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So Rush's first move this time out was "to put ourselves in a different environment to learn new techniques and different ways of recording," Lee explained. They also wanted someone with a better song sense, and so began an exhaustive search for a new producer. They found one in Peter Collins, whom Lee described as "a left field choice. He hadn't done anything vaguely resembling our music - Nik Kershaw, Musical Youth .... But he also had done Gary Moore, who was on tour with us at the time, and I remember Gary raving about how good Peter was."

There was a change in recording venues as well. Long-time tenants of Toronto's Le Studio, Rush felt a new environment was called for. After the five-month marathon of recording Grace Under Pressure, "We said we wouldn't stay in any studio for more than five weeks, max," recalled Lee. The trio spent a period writing material for the record in Ontario, then shuttled between the Manor in England, Air Studios in Montserrat and back to London's Sarm East. "The change in environment helped," said Lee reflectively. "Nobody was dragging his ass around the studio."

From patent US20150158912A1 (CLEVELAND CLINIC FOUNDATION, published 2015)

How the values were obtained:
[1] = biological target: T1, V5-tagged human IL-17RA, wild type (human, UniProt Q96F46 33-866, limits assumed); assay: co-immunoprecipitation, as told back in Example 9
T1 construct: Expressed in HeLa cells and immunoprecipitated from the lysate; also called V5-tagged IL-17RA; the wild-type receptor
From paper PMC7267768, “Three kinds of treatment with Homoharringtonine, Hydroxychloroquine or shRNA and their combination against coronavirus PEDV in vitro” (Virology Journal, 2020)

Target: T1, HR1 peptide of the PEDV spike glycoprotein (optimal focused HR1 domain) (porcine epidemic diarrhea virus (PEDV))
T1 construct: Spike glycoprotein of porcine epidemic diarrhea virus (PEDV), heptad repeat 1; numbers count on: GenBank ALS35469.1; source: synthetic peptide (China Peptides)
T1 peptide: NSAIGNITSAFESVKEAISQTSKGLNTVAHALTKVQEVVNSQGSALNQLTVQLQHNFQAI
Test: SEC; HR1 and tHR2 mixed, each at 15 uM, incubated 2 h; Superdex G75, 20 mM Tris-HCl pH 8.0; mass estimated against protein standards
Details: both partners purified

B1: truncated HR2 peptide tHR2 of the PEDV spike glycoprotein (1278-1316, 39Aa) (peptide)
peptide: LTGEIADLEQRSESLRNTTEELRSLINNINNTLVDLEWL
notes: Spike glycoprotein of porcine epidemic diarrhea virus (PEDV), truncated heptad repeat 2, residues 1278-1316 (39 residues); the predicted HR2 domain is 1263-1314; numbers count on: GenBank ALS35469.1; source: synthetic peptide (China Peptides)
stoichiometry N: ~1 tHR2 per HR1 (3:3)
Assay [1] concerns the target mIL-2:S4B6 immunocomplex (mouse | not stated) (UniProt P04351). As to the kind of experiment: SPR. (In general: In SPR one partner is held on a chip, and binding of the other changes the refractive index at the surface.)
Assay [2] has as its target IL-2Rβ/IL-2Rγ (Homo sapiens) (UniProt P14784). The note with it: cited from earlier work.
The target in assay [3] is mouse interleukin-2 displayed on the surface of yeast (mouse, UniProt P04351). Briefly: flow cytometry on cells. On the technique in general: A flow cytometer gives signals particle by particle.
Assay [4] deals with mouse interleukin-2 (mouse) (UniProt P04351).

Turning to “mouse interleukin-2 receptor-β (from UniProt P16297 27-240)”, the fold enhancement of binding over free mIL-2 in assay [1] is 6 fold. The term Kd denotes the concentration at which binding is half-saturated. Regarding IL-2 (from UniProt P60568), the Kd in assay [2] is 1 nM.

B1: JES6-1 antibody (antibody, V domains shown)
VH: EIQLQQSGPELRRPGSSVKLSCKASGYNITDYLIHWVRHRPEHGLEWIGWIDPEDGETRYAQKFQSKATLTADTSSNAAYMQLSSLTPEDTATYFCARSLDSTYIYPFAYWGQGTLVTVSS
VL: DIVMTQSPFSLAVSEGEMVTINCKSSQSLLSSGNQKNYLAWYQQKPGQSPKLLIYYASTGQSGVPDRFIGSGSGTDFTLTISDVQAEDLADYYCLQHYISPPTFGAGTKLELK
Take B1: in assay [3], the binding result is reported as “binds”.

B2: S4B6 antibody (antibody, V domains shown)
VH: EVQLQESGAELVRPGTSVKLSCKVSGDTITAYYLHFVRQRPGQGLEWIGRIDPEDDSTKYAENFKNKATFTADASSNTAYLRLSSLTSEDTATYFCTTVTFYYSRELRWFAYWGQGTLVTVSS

Power Windows features Rush's most ambitious use of synthesizers to date; Collins brought in pinch hitter Andy Richards to assist the group. "The last few records have had a lot of synthesizer on them," opined Lee, "but we didn't feel the stuff we were doing on the synths was fresh and innovative enough. That was the reason for (bringing in) Andy; we wanted some help.. . . It opened up so many things for us. I was no longer limited by my ability. I'm a synthesizer player, not a keyboard player; Andy is both."

Richards helped realize synth parts that were beyond Lee's technical prowess, and at the same time, the give and take between Richards and the band enhanced the creative atmosphere in the studio. "Before, you'd never see Alex Lifeson hanging around every minute of a session," said Lee. "We were happy to have a new personality giving us ideas."